Via Forbes : Restaurant industry sales in the United States are expected to reach $799 billion in 2017. That’s a lot of burgers, chicken, fries, salads, burritos and milkshakes!
While top line revenue growth is moderate, the market research company NPD Group reports that U.S. foodservice traffic actually declined in 2016. One of the key factors is changing consumer tastes. Market research company Datassential found that America’s top 300 chain restaurants and convenience stores introduced a staggering 5,113 new menu items over the past 12 months in the effort to appeal to changing consumer tastes. “What is interesting is not the types of items that are new, what’s in them,” said Jack Li, who is a member of the Datassential research team. According to Datassential, chain restaurants have been betting on trendy ingredients including kale and quinoa, items you never would have found on a chain restaurant menu just a few years ago.
Larry Oberkfell, President and CEO of the International Foodservice Manufacturers Association (IFMA) sees this as a wake-up call for the industry. “The consumer votes with their feet and if we are to win their dollar then all players in the supply chain must work together to give them what they want. And there is a lot at stake to do so. The food service industry is the second largest private employer in the United States and counts nearly 15 million among its workforce (10% of the overall U.S. workforce).”
IFMA, together with HAVI, a supply chain management firm with deep expertise in food service, and Kinetic12, a food industry management consulting firm, are orchestrating a Supply Chain Optimization initiative. The initiative is the first of its kind in the foodservice industry and is bringing together the biggest brands and suppliers as part of the initiative. Their collective objective is to evaluate how to optimize supply chain practices across all of the key stakeholders and to address how the movement of foods from farm to fork can bring new offerings to meet changing consumer tastes.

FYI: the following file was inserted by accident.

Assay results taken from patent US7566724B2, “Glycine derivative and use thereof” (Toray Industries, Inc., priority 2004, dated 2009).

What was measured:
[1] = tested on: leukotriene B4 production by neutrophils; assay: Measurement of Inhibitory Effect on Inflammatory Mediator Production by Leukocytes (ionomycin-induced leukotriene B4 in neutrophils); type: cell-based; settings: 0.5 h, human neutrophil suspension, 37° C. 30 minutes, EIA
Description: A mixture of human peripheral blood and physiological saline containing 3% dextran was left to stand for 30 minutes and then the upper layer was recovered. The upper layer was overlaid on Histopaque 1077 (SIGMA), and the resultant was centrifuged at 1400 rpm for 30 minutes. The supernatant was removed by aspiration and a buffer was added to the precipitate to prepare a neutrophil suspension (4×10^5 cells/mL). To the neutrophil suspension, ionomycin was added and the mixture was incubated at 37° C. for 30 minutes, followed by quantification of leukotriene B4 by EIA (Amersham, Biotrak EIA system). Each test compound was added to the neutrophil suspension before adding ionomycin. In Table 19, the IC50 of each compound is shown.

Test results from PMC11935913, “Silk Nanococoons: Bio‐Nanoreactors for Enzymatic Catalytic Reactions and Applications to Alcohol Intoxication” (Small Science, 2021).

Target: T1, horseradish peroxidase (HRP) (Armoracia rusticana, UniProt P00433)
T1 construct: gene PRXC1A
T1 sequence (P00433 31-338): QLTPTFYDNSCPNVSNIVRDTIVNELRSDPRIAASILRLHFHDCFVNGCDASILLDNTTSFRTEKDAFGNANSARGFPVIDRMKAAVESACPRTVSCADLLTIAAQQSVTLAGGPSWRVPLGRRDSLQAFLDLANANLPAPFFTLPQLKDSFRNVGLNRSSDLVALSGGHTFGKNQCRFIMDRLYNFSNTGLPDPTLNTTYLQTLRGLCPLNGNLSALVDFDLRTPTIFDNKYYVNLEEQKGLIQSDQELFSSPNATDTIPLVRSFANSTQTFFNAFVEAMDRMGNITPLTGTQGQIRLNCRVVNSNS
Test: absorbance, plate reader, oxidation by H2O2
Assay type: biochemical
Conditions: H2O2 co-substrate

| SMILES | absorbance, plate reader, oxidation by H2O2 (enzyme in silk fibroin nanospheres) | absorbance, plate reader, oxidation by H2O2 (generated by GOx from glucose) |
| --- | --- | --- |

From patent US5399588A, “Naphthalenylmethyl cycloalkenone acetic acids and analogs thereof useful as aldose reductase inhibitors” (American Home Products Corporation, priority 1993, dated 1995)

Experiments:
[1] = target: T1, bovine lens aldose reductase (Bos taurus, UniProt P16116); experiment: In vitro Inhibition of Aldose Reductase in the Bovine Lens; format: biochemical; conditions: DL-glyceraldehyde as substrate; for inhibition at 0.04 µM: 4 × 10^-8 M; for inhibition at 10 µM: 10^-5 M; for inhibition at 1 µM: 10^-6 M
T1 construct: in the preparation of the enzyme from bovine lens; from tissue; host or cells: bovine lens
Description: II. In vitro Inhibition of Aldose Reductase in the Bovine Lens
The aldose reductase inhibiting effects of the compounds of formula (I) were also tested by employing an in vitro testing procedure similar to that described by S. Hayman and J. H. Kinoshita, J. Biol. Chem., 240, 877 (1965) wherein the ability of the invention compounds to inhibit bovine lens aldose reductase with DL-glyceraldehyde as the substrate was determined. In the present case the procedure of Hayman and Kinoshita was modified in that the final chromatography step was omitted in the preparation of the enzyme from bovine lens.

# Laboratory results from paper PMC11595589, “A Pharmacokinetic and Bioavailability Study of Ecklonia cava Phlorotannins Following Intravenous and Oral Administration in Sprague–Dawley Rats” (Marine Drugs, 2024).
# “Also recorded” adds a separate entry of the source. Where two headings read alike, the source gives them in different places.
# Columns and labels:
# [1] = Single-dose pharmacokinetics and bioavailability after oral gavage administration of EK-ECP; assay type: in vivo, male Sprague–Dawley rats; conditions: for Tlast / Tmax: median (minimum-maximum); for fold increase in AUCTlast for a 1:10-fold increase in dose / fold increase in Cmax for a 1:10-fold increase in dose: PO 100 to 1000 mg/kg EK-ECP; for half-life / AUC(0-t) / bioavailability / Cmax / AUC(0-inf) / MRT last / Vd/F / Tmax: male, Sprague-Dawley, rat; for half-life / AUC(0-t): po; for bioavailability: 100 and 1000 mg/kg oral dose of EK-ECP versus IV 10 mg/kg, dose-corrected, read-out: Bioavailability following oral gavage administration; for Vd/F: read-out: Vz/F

So far, this mega-collaboration seems to be working. The first two industry summits had over 60 participants. All of the major food service industry associations, 15 chain operators, including Arby’s, Burger King, Chick-fil-A, Firehouse Subs, Sonic, Starbucks, Subway and Wendy’s, and leading food manufacturers and distributors came together to create a formal shared vision, set priorities for initiatives and identify areas of opportunity.
HAVI Senior Vice President Ken Shearer sees the start as very promising. “There’s real power in having operators, manufacturers, distributors and industry experts at the table together, working to pioneer solutions that will have a real impact on the challenges impacting foodservice supply chains.”
Shearer continues, “We are using a two-pronged approach for the initiative. First, we’re looking at how driving cost and inefficiency out of the supply chain can help businesses impact their bottom lines, freeing up resources to address changing consumer preferences. Second, we’re exploring how enhanced supply chains can broaden the range of fresh foods available. Both of these paths should encourage top-line growth for all players in the foodservice industry.”
IFMA’s Oberkfell, is excited about the potential: “Imagine the growth and cost savings an industry this size could achieve if all parties worked together to root out inefficiencies and improve communication along the supply chain.”
As part of the initiative, the participating organizations gather throughout the year to develop a collaborative, transparent process and toolkit that will enable foodservice supply chains to deliver the right product in the right quantity at the right price to the right place at the right time to ultimately delight the consumer.
I had the opportunity to attend the most recent collaboration summit. Three key areas have emerged as focus areas the group will likely tackle in future sessions.
Three Key Focus Areas